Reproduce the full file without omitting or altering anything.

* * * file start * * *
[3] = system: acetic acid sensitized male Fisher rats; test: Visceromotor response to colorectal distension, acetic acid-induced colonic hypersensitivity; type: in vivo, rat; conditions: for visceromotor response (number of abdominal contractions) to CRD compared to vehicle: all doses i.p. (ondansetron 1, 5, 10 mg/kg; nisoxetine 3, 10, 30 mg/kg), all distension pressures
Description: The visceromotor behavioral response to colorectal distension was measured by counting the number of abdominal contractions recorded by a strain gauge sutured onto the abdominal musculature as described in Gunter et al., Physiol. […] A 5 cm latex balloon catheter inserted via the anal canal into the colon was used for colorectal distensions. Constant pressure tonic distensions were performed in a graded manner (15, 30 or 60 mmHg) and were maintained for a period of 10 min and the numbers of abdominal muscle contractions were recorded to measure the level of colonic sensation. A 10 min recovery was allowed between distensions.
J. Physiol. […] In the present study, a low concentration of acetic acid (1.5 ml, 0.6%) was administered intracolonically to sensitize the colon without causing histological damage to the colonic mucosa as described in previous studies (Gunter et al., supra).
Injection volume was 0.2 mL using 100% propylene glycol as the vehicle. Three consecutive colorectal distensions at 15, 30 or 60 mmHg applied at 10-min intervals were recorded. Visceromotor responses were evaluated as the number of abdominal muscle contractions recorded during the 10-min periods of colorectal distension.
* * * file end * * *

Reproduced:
[3] = system: acetic acid sensitized male Fisher rats; test: Visceromotor response to colorectal distension, acetic acid-induced colonic hypersensitivity; type: in vivo, rat; conditions: for visceromotor response (number of abdominal contractions) to CRD compared to vehicle: all doses i.p. (ondansetron 1, 5, 10 mg/kg; nisoxetine 3, 10, 30 mg/kg), all distension pressures
Description: The visceromotor behavioral response to colorectal distension was measured by counting the number of abdominal contractions recorded by a strain gauge sutured onto the abdominal musculature as described in Gunter et al., Physiol. […] A 5 cm latex balloon catheter inserted via the anal canal into the colon was used for colorectal distensions. Constant pressure tonic distensions were performed in a graded manner (15, 30 or 60 mmHg) and were maintained for a period of 10 min and the numbers of abdominal muscle contractions were recorded to measure the level of colonic sensation. A 10 min recovery was allowed between distensions.
J. Physiol. […] In the present study, a low concentration of acetic acid (1.5 ml, 0.6%) was administered intracolonically to sensitize the colon without causing histological damage to the colonic mucosa as described in previous studies (Gunter et al., supra).
Injection volume was 0.2 mL using 100% propylene glycol as the vehicle. Three consecutive colorectal distensions at 15, 30 or 60 mmHg applied at 10-min intervals were recorded. Visceromotor responses were evaluated as the number of abdominal muscle contractions recorded during the 10-min periods of colorectal distension.